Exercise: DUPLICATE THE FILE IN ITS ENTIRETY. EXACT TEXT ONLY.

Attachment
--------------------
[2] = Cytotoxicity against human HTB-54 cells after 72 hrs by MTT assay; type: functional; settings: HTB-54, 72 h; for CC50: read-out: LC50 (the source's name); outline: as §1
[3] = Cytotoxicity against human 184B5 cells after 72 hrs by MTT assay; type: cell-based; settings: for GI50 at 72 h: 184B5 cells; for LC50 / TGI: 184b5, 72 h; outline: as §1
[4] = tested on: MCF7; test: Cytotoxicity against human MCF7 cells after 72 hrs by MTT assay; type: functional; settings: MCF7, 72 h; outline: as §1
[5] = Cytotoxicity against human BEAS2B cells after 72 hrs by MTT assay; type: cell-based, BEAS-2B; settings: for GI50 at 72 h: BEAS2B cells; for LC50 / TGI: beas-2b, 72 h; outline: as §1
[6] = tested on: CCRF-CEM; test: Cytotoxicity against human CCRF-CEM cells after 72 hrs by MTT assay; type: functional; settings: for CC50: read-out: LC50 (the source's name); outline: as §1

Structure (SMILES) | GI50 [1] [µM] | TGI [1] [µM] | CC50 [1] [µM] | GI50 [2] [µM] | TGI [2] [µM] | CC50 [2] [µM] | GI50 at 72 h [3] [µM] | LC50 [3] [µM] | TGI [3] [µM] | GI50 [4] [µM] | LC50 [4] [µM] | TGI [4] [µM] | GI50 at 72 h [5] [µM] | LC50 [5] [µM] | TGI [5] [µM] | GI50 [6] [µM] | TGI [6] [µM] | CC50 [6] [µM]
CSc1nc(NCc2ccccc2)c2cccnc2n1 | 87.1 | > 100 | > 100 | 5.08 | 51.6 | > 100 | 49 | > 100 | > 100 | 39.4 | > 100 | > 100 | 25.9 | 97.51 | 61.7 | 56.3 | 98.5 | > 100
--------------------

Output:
[2] = Cytotoxicity against human HTB-54 cells after 72 hrs by MTT assay; type: functional; settings: HTB-54, 72 h; for CC50: read-out: LC50 (the source's name); outline: as §1
[3] = Cytotoxicity against human 184B5 cells after 72 hrs by MTT assay; type: cell-based; settings: for GI50 at 72 h: 184B5 cells; for LC50 / TGI: 184b5, 72 h; outline: as §1
[4] = tested on: MCF7; test: Cytotoxicity against human MCF7 cells after 72 hrs by MTT assay; type: functional; settings: MCF7, 72 h; outline: as §1
[5] = Cytotoxicity against human BEAS2B cells after 72 hrs by MTT assay; type: cell-based, BEAS-2B; settings: for GI50 at 72 h: BEAS2B cells; for LC50 / TGI: beas-2b, 72 h; outline: as §1
[6] = tested on: CCRF-CEM; test: Cytotoxicity against human CCRF-CEM cells after 72 hrs by MTT assay; type: functional; settings: for CC50: read-out: LC50 (the source's name); outline: as §1

Structure (SMILES) | GI50 [1] [µM] | TGI [1] [µM] | CC50 [1] [µM] | GI50 [2] [µM] | TGI [2] [µM] | CC50 [2] [µM] | GI50 at 72 h [3] [µM] | LC50 [3] [µM] | TGI [3] [µM] | GI50 [4] [µM] | LC50 [4] [µM] | TGI [4] [µM] | GI50 at 72 h [5] [µM] | LC50 [5] [µM] | TGI [5] [µM] | GI50 [6] [µM] | TGI [6] [µM] | CC50 [6] [µM]
CSc1nc(NCc2ccccc2)c2cccnc2n1 | 87.1 | > 100 | > 100 | 5.08 | 51.6 | > 100 | 49 | > 100 | > 100 | 39.4 | > 100 | > 100 | 25.9 | 97.51 | 61.7 | 56.3 | 98.5 | > 100